François Houtart has passed away. He founded CETRI (Centre Tricontinental) in 1976 and was its director till 2004. We are sadly, painfully mourning. From ‘third-worldism’ to alter-globalism, from liberation theology to the ecology of creation, François Houtart has been and will always remain an important thinker in favour of the emancipation of peoples. He was a reference, a voice and a heart for hundreds of thousands of people all over the world, more particularly in Asia, Africa and Latin America, from heads of State to the most humble of landless peasants.
Better than any list of all his work, his articles, his speeches, his lectures and conferences, his trips, his qualifications, rewards and recognitions, François Houtart is best remembered for his personal qualities. Most of all, his stubbornness, his energy and his availability.
He stubbornly and systematically was on the side of the oppressed, the alienated, the marginalized. He scientifically and politically shed light on the mechanisms of domination, denouncing them and promoting alternatives for an environment-friendly egalitarian social organisation.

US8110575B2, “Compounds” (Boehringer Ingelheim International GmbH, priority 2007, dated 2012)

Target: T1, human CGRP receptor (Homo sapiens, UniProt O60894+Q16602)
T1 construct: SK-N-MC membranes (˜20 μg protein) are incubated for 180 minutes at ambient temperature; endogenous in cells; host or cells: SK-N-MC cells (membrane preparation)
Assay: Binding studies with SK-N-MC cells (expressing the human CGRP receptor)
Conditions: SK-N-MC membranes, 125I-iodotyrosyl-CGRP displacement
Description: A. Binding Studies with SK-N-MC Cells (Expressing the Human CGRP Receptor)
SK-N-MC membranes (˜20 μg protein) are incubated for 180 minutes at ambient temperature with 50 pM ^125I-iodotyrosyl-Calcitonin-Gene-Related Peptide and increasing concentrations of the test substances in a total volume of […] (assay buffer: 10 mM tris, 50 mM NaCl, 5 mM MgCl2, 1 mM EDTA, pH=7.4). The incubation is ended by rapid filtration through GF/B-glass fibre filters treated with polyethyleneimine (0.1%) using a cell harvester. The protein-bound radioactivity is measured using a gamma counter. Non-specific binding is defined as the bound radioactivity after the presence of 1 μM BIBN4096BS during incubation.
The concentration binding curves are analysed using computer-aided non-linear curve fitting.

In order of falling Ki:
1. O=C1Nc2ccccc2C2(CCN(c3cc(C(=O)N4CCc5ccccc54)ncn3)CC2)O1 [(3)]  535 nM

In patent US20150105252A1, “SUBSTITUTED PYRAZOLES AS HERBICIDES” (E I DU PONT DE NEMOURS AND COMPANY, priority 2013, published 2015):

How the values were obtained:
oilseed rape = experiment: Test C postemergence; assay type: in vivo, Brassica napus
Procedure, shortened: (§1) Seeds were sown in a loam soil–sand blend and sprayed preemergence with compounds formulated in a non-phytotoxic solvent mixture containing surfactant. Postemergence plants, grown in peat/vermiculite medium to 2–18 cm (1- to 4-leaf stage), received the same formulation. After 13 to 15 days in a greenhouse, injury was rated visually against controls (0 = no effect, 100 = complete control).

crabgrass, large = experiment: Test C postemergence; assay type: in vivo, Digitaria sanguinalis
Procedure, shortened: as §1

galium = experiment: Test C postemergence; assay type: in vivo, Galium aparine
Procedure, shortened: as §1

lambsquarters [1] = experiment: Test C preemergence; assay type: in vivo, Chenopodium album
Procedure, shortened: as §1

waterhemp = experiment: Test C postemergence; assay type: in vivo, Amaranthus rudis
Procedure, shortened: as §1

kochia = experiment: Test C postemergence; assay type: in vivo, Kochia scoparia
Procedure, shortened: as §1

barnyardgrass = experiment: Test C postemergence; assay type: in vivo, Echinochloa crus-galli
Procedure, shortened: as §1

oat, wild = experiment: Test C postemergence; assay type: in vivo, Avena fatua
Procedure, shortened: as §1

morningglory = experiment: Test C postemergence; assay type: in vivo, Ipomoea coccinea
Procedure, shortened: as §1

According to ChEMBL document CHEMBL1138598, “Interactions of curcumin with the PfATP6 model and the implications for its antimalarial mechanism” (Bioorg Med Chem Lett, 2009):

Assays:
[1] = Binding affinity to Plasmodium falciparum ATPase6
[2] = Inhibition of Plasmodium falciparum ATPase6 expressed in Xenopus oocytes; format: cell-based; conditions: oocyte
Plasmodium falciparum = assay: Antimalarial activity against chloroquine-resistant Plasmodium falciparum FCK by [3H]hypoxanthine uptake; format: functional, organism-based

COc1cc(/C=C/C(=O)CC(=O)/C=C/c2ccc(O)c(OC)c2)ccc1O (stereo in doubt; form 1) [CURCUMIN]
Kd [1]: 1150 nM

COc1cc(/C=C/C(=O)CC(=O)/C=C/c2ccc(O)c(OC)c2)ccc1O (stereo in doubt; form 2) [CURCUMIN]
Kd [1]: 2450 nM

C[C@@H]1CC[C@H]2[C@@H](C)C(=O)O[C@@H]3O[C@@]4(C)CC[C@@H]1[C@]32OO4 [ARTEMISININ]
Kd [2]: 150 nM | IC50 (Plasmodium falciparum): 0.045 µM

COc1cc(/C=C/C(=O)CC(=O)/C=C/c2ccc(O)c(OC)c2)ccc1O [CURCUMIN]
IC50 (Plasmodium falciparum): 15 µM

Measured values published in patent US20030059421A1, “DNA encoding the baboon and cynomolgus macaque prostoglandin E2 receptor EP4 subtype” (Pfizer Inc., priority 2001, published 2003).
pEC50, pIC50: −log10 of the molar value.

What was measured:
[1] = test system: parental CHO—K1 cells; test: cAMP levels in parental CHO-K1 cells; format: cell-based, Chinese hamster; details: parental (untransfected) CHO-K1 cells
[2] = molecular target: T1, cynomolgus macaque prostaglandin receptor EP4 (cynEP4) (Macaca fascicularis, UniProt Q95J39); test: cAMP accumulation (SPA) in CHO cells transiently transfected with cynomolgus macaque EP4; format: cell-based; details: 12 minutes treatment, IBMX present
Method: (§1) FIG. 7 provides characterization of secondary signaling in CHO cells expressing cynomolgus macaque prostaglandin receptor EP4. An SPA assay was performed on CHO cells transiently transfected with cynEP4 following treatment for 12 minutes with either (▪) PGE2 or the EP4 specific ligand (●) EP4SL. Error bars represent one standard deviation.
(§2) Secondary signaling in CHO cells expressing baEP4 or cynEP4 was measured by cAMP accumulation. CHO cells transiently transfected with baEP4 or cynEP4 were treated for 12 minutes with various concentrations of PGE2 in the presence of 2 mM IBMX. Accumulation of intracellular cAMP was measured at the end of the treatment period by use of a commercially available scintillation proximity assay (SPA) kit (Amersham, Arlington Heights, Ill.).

His never flinching energy, his untiring enthusiasm were characteristic. It is an understatement to say he never stopped working, he never counted the hours. Never ever did he stop acting, till just a couple of hours before the end … for the very first time.
His availability was endless, his accessibility proverbial. Never disturbed, always ready to welcome, to listen, to speak, to commit himself in some new initiative, in a new fight for more justice.
François also was the – sociological – conscience of the pregnancy of social relationships, of social determinants which made him humble and lucid concerning his own trajectory.
‘If I were born in a poor family in India, Mali or Nicaragua, I would never have had the social, cultural, symbolic resources that paved my way’.
This is what he said to those who were close to him, at an anniversary some years ago. Yet, the choice was his, better than anyone else he chose the way of condemning injustice and promoting the liberation of the oppressed.
Bernard Duterme, Director of CETRI
François Houtart (March 2012):